Thursday, August 17, 2023

By Boosting Status of Veterans of Ukrainian War, Putin Provoking ‘Serious Split’ in Russian Society, Pertsev Says

Paul Goble

            Staunton, Aug. 12 – Vladimir Putin’s boosting of the status of veterans of his war in Ukraine may help him raise troops in the short term; but in the longer one, Andrey Pertsev says, this “division of society into a ‘superior’ group of servicemen and a ‘second-rate group of civilians risk becoming one of the most serious splits in Russian society in recent years.”

            That is because, the Russian analyst continues, “as economic difficulties intensify, the gap between the two will grow ever wider because the worse the Russian economy performs, the more the financial situation of civilians will deteriorate and the better the preferential treatment of the military will be in comparison” (

            According to Pertsev, the powers that be will hardly be able to mitigate this conflict since they provoked it and took sides, an action that “automatically” turns the civilian electorate away from the Kremlin, thus depriving Putin of those who considered part of “Putin’s majority” and a major prop of his regime.

            “Such a loss of this broad support,” he says, “poses a great risk for the authorities who aren’t used to being the party of a minority, even if this is a minority with combat experience.” And that in turn means that the Kremlin, which constantly talks about the unity of society and its cohesion are undermining their own goals.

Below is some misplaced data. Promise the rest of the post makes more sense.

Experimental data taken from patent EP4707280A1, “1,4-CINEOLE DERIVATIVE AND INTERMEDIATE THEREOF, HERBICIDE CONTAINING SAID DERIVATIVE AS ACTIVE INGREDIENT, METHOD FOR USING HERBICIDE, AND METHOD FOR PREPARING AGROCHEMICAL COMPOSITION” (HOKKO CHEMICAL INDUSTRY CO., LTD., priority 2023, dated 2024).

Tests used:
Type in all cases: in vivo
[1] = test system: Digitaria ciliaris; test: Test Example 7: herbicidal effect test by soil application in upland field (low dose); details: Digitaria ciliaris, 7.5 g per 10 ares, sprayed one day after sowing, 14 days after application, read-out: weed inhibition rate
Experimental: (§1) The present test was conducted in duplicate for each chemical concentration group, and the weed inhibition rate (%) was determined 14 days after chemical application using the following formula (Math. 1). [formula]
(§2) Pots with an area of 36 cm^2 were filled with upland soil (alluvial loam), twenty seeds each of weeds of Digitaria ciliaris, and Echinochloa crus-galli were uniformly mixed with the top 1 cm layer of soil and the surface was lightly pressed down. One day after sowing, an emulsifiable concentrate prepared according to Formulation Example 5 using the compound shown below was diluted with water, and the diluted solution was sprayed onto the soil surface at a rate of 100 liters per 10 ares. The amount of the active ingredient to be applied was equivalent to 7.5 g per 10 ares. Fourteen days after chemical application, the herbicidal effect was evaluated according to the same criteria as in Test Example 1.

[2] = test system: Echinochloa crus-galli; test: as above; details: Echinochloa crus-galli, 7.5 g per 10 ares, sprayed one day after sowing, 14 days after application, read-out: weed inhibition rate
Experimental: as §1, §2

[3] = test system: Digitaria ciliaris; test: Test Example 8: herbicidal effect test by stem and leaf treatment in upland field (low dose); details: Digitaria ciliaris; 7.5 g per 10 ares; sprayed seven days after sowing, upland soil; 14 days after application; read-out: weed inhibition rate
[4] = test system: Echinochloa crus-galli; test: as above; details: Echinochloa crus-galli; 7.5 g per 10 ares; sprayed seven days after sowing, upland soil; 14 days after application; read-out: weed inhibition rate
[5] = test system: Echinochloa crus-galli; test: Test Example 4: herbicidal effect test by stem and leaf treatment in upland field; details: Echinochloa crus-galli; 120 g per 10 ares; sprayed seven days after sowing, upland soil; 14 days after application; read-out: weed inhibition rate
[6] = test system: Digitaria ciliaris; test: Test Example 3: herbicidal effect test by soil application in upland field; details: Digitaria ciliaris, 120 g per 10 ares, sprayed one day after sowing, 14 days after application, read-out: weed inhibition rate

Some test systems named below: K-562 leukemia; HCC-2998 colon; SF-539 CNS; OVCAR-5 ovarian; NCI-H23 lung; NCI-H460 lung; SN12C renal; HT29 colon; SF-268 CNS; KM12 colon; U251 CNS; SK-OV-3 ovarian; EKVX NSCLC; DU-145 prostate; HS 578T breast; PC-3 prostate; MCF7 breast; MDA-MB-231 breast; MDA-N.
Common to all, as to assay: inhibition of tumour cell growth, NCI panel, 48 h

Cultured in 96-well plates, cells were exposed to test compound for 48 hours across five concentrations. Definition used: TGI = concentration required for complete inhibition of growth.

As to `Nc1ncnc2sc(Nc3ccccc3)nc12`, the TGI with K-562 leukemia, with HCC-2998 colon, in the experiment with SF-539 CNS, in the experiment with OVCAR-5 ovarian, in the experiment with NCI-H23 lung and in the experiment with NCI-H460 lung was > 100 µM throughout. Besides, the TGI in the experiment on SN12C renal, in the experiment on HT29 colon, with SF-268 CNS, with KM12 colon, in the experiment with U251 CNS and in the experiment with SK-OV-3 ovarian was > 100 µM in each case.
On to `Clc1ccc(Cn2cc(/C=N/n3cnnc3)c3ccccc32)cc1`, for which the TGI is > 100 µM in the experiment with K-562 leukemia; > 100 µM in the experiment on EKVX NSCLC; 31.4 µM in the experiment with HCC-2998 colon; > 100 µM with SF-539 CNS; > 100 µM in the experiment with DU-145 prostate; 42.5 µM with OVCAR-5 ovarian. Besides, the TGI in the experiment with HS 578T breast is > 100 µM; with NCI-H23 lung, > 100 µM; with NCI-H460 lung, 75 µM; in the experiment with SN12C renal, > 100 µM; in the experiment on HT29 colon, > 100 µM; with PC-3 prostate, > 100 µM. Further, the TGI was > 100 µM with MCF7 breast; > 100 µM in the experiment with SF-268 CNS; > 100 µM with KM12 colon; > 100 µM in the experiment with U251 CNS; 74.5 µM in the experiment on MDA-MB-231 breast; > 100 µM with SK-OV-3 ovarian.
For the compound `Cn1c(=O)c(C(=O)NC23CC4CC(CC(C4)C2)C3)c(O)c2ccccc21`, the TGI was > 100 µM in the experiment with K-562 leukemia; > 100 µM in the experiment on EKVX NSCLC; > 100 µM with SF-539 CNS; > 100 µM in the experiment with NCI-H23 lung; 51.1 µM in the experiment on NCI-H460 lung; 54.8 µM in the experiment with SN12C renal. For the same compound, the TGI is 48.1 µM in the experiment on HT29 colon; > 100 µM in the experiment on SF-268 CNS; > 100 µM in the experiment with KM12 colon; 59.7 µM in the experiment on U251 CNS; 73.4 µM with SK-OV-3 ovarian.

Pertsev writes that “many citizens aren’t clear about the war’s goals, are tired of news from the front and want peace talks to being. As such, they aren’t quite willing to view servicemen as ‘heroes,’ ‘defenders’ or veterans. Instead, they view participants in the special military operation and their family members as people who are demanding privileges.”

            Moreover, these new “veterans” are getting support from the government when ordinary Russians are not, the analyst observes; and ordinary people are also angry that those who have served in Ukraine see themselves as deserving the special attention from the authorities and demand that “’ordinary’ citizens give them special treatment as well.

            When that doesn’t happen and “their demands are not met,” Pertsev says, these veterans are “ready to defend these rights with their fists,” confident that the powers that be are on their side rather than on the side of the much larger number of others.

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